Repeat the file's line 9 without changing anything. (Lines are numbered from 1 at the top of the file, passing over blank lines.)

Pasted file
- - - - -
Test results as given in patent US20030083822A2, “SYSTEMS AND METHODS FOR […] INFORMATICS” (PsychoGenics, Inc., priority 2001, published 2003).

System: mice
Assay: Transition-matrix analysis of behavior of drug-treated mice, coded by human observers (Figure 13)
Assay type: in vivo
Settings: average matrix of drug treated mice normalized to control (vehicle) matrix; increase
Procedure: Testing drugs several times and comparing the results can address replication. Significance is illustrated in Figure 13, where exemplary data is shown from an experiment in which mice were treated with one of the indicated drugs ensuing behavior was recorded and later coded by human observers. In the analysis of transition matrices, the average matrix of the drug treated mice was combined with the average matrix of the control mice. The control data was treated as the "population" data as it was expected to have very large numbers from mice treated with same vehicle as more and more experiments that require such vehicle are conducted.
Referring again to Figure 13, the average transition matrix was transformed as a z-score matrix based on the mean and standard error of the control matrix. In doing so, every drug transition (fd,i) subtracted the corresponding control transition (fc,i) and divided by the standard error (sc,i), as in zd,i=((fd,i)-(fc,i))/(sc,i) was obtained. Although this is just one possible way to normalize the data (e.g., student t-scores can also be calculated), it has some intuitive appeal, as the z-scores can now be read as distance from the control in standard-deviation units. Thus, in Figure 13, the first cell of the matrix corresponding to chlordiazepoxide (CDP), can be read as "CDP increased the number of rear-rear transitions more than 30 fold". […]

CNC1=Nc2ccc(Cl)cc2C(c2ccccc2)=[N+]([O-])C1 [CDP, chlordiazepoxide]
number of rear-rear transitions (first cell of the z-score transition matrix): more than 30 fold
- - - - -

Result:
number of rear-rear transitions (first cell of the z-score transition matrix): more than 30 fold